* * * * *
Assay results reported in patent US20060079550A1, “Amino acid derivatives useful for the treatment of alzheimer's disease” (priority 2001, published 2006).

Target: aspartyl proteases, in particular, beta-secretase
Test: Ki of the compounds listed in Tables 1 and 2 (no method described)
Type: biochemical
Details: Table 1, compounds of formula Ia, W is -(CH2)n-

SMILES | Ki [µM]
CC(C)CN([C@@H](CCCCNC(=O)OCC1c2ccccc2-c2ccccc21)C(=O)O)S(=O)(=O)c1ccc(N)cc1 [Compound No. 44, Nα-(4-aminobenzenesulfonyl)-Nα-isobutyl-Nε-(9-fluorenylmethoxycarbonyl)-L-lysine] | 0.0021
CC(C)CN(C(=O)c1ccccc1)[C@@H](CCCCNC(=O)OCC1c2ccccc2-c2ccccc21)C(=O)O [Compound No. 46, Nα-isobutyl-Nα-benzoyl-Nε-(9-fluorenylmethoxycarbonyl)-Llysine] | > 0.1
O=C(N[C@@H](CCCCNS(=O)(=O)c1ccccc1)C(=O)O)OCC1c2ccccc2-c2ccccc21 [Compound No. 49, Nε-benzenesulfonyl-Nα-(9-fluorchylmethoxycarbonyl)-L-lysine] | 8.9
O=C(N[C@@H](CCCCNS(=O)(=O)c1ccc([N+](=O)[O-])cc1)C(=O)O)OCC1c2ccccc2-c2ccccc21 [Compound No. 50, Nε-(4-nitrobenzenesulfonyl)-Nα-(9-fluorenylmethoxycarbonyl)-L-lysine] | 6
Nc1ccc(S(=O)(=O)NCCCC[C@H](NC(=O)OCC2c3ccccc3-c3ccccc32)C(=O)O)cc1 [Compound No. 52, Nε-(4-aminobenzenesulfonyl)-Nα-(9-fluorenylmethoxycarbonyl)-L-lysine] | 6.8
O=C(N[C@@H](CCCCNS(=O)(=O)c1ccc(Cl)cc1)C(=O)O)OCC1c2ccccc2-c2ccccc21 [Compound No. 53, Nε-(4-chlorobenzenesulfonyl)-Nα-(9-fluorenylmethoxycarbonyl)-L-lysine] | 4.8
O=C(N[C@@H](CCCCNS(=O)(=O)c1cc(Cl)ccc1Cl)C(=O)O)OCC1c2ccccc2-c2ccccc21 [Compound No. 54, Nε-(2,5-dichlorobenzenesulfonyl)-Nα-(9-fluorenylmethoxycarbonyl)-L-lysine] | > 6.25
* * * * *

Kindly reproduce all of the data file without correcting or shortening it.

Assay results reported in patent US20060079550A1, “Amino acid derivatives useful for the treatment of alzheimer's disease” (priority 2001, published 2006).

Target: aspartyl proteases, in particular, beta-secretase
Test: Ki of the compounds listed in Tables 1 and 2 (no method described)
Type: biochemical
Details: Table 1, compounds of formula Ia, W is -(CH2)n-

SMILES | Ki [µM]
CC(C)CN([C@@H](CCCCNC(=O)OCC1c2ccccc2-c2ccccc21)C(=O)O)S(=O)(=O)c1ccc(N)cc1 [Compound No. 44, Nα-(4-aminobenzenesulfonyl)-Nα-isobutyl-Nε-(9-fluorenylmethoxycarbonyl)-L-lysine] | 0.0021
CC(C)CN(C(=O)c1ccccc1)[C@@H](CCCCNC(=O)OCC1c2ccccc2-c2ccccc21)C(=O)O [Compound No. 46, Nα-isobutyl-Nα-benzoyl-Nε-(9-fluorenylmethoxycarbonyl)-Llysine] | > 0.1
O=C(N[C@@H](CCCCNS(=O)(=O)c1ccccc1)C(=O)O)OCC1c2ccccc2-c2ccccc21 [Compound No. 49, Nε-benzenesulfonyl-Nα-(9-fluorchylmethoxycarbonyl)-L-lysine] | 8.9
O=C(N[C@@H](CCCCNS(=O)(=O)c1ccc([N+](=O)[O-])cc1)C(=O)O)OCC1c2ccccc2-c2ccccc21 [Compound No. 50, Nε-(4-nitrobenzenesulfonyl)-Nα-(9-fluorenylmethoxycarbonyl)-L-lysine] | 6
Nc1ccc(S(=O)(=O)NCCCC[C@H](NC(=O)OCC2c3ccccc3-c3ccccc32)C(=O)O)cc1 [Compound No. 52, Nε-(4-aminobenzenesulfonyl)-Nα-(9-fluorenylmethoxycarbonyl)-L-lysine] | 6.8
O=C(N[C@@H](CCCCNS(=O)(=O)c1ccc(Cl)cc1)C(=O)O)OCC1c2ccccc2-c2ccccc21 [Compound No. 53, Nε-(4-chlorobenzenesulfonyl)-Nα-(9-fluorenylmethoxycarbonyl)-L-lysine] | 4.8
O=C(N[C@@H](CCCCNS(=O)(=O)c1cc(Cl)ccc1Cl)C(=O)O)OCC1c2ccccc2-c2ccccc21 [Compound No. 54, Nε-(2,5-dichlorobenzenesulfonyl)-Nα-(9-fluorenylmethoxycarbonyl)-L-lysine] | > 6.25